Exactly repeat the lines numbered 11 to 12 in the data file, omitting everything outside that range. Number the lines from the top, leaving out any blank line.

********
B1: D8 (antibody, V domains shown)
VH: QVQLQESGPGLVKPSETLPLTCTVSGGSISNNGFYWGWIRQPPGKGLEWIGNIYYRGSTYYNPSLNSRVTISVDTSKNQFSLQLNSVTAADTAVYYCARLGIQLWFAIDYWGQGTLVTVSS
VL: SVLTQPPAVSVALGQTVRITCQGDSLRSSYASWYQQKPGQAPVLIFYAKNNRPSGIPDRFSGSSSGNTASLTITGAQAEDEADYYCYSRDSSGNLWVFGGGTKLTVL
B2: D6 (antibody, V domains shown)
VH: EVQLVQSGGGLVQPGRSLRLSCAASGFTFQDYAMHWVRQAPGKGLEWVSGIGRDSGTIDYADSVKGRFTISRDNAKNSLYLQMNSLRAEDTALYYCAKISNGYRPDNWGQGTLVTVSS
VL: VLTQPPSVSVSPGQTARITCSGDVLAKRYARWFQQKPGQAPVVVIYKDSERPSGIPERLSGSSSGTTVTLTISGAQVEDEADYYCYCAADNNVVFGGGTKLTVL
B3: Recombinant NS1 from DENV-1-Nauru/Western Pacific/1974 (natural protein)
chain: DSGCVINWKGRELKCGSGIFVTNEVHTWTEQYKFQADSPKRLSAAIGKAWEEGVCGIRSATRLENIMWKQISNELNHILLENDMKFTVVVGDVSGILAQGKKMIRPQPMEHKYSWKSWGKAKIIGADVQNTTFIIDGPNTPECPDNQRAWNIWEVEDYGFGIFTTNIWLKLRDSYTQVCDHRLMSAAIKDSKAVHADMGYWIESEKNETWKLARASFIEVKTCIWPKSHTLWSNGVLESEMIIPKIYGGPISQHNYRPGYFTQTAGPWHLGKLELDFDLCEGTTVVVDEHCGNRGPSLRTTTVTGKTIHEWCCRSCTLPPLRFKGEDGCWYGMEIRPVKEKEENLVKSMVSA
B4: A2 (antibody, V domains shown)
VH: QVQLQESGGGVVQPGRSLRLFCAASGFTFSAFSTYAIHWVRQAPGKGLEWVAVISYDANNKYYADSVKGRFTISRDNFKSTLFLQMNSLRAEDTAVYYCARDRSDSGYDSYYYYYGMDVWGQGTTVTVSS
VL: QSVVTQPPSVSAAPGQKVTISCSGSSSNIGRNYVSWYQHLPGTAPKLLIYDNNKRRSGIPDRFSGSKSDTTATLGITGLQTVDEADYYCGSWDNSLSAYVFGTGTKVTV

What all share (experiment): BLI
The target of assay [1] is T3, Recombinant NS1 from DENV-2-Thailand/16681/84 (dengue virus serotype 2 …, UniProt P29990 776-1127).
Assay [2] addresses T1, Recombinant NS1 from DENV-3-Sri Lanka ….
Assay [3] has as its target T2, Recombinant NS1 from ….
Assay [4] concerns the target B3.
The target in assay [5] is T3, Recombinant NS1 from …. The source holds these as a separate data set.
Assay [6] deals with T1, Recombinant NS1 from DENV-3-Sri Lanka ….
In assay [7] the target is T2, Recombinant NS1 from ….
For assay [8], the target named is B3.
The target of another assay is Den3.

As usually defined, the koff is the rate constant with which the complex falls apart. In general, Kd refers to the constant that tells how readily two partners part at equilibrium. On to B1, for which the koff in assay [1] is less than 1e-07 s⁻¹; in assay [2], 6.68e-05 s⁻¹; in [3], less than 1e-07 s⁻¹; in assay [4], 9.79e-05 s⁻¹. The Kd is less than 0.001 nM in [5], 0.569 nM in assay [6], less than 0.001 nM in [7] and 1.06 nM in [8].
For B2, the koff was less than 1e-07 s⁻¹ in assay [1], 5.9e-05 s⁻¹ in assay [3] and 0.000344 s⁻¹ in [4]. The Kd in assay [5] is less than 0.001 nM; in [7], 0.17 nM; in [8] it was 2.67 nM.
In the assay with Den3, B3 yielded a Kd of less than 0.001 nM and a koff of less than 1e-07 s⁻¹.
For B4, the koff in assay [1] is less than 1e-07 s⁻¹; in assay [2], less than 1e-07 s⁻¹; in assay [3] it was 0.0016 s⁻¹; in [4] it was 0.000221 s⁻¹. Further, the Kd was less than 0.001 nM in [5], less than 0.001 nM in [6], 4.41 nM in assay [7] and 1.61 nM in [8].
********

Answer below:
VL: QSVVTQPPSVSAAPGQKVTISCSGSSSNIGRNYVSWYQHLPGTAPKLLIYDNNKRRSGIPDRFSGSKSDTTATLGITGLQTVDEADYYCGSWDNSLSAYVFGTGTKVTV

What all share (experiment): BLI